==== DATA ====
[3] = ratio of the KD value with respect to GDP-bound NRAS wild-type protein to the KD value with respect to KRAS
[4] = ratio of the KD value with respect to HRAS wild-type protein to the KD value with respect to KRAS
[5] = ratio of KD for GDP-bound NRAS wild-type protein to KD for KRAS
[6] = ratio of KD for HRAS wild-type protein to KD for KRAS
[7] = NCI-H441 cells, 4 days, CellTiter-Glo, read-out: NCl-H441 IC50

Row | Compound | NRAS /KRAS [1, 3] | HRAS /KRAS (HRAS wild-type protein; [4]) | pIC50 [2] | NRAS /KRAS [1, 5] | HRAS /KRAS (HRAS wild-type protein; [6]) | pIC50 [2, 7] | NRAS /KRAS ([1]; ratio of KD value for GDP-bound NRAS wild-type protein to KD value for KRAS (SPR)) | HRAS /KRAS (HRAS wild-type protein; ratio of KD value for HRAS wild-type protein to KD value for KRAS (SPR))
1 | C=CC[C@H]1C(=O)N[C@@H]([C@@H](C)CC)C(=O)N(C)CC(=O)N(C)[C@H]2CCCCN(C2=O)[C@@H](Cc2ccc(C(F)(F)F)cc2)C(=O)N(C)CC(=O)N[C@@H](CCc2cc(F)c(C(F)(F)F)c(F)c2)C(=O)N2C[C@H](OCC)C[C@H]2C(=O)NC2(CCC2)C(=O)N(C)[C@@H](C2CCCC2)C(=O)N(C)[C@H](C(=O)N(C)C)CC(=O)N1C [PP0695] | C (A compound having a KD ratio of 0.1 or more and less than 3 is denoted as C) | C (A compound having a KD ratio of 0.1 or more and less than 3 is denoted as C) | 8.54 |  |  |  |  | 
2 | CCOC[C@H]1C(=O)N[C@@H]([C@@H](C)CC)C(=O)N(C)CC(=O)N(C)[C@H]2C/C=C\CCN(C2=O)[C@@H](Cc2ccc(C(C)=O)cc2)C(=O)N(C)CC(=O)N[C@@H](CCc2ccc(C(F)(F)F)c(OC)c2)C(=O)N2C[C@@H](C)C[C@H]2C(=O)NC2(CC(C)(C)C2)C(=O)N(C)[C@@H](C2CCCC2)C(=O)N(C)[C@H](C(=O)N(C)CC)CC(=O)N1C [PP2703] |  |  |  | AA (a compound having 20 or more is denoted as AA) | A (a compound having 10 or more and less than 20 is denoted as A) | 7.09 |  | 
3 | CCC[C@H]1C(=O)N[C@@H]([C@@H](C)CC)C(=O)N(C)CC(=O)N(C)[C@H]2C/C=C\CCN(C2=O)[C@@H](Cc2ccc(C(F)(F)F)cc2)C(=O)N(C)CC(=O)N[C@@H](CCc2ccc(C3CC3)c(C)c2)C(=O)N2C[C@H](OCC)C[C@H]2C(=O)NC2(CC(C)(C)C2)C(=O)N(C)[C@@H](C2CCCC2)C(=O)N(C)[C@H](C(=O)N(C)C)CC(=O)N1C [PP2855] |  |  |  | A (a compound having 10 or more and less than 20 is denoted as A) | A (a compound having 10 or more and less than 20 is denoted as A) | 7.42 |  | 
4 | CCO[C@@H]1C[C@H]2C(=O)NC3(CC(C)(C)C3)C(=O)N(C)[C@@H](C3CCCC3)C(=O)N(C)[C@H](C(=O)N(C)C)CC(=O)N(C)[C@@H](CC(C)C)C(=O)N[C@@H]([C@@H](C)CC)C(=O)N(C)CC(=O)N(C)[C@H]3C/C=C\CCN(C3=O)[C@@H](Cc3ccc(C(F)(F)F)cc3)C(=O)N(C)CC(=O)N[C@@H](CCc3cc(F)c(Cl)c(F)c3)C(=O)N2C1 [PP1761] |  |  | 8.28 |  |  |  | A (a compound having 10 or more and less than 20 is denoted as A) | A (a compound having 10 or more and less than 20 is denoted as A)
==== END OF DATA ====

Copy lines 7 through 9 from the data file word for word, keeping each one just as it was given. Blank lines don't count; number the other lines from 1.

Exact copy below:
1 | C=CC[C@H]1C(=O)N[C@@H]([C@@H](C)CC)C(=O)N(C)CC(=O)N(C)[C@H]2CCCCN(C2=O)[C@@H](Cc2ccc(C(F)(F)F)cc2)C(=O)N(C)CC(=O)N[C@@H](CCc2cc(F)c(C(F)(F)F)c(F)c2)C(=O)N2C[C@H](OCC)C[C@H]2C(=O)NC2(CCC2)C(=O)N(C)[C@@H](C2CCCC2)C(=O)N(C)[C@H](C(=O)N(C)C)CC(=O)N1C [PP0695] | C (A compound having a KD ratio of 0.1 or more and less than 3 is denoted as C) | C (A compound having a KD ratio of 0.1 or more and less than 3 is denoted as C) | 8.54 |  |  |  |  | 
2 | CCOC[C@H]1C(=O)N[C@@H]([C@@H](C)CC)C(=O)N(C)CC(=O)N(C)[C@H]2C/C=C\CCN(C2=O)[C@@H](Cc2ccc(C(C)=O)cc2)C(=O)N(C)CC(=O)N[C@@H](CCc2ccc(C(F)(F)F)c(OC)c2)C(=O)N2C[C@@H](C)C[C@H]2C(=O)NC2(CC(C)(C)C2)C(=O)N(C)[C@@H](C2CCCC2)C(=O)N(C)[C@H](C(=O)N(C)CC)CC(=O)N1C [PP2703] |  |  |  | AA (a compound having 20 or more is denoted as AA) | A (a compound having 10 or more and less than 20 is denoted as A) | 7.09 |  | 
3 | CCC[C@H]1C(=O)N[C@@H]([C@@H](C)CC)C(=O)N(C)CC(=O)N(C)[C@H]2C/C=C\CCN(C2=O)[C@@H](Cc2ccc(C(F)(F)F)cc2)C(=O)N(C)CC(=O)N[C@@H](CCc2ccc(C3CC3)c(C)c2)C(=O)N2C[C@H](OCC)C[C@H]2C(=O)NC2(CC(C)(C)C2)C(=O)N(C)[C@@H](C2CCCC2)C(=O)N(C)[C@H](C(=O)N(C)C)CC(=O)N1C [PP2855] |  |  |  | A (a compound having 10 or more and less than 20 is denoted as A) | A (a compound having 10 or more and less than 20 is denoted as A) | 7.42 |  | 